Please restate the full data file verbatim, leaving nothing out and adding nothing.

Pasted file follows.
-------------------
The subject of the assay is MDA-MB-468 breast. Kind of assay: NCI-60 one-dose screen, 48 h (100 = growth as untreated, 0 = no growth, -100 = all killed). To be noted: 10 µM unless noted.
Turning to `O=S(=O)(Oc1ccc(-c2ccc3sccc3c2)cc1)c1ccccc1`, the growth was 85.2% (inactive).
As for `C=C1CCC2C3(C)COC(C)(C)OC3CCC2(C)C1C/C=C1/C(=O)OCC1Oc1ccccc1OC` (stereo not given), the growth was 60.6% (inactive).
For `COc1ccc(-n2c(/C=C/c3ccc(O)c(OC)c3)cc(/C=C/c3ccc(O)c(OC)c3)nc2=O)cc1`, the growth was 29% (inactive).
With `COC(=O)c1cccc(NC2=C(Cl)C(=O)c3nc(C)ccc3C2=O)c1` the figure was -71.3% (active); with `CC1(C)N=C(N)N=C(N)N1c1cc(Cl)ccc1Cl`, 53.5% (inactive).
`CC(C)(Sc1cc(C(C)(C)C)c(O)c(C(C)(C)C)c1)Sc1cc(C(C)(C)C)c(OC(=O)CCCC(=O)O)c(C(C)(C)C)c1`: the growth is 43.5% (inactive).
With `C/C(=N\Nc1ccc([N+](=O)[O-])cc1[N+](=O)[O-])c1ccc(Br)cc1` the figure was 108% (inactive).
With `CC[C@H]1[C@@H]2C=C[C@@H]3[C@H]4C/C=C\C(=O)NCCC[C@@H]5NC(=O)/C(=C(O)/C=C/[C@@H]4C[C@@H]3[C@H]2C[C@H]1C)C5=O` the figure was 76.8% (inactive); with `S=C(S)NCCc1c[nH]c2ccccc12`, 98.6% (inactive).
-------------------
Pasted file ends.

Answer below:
The subject of the assay is MDA-MB-468 breast. Kind of assay: NCI-60 one-dose screen, 48 h (100 = growth as untreated, 0 = no growth, -100 = all killed). To be noted: 10 µM unless noted.
Turning to `O=S(=O)(Oc1ccc(-c2ccc3sccc3c2)cc1)c1ccccc1`, the growth was 85.2% (inactive).
As for `C=C1CCC2C3(C)COC(C)(C)OC3CCC2(C)C1C/C=C1/C(=O)OCC1Oc1ccccc1OC` (stereo not given), the growth was 60.6% (inactive).
For `COc1ccc(-n2c(/C=C/c3ccc(O)c(OC)c3)cc(/C=C/c3ccc(O)c(OC)c3)nc2=O)cc1`, the growth was 29% (inactive).
With `COC(=O)c1cccc(NC2=C(Cl)C(=O)c3nc(C)ccc3C2=O)c1` the figure was -71.3% (active); with `CC1(C)N=C(N)N=C(N)N1c1cc(Cl)ccc1Cl`, 53.5% (inactive).
`CC(C)(Sc1cc(C(C)(C)C)c(O)c(C(C)(C)C)c1)Sc1cc(C(C)(C)C)c(OC(=O)CCCC(=O)O)c(C(C)(C)C)c1`: the growth is 43.5% (inactive).
With `C/C(=N\Nc1ccc([N+](=O)[O-])cc1[N+](=O)[O-])c1ccc(Br)cc1` the figure was 108% (inactive).
With `CC[C@H]1[C@@H]2C=C[C@@H]3[C@H]4C/C=C\C(=O)NCCC[C@@H]5NC(=O)/C(=C(O)/C=C/[C@@H]4C[C@@H]3[C@H]2C[C@H]1C)C5=O` the figure was 76.8% (inactive); with `S=C(S)NCCc1c[nH]c2ccccc12`, 98.6% (inactive).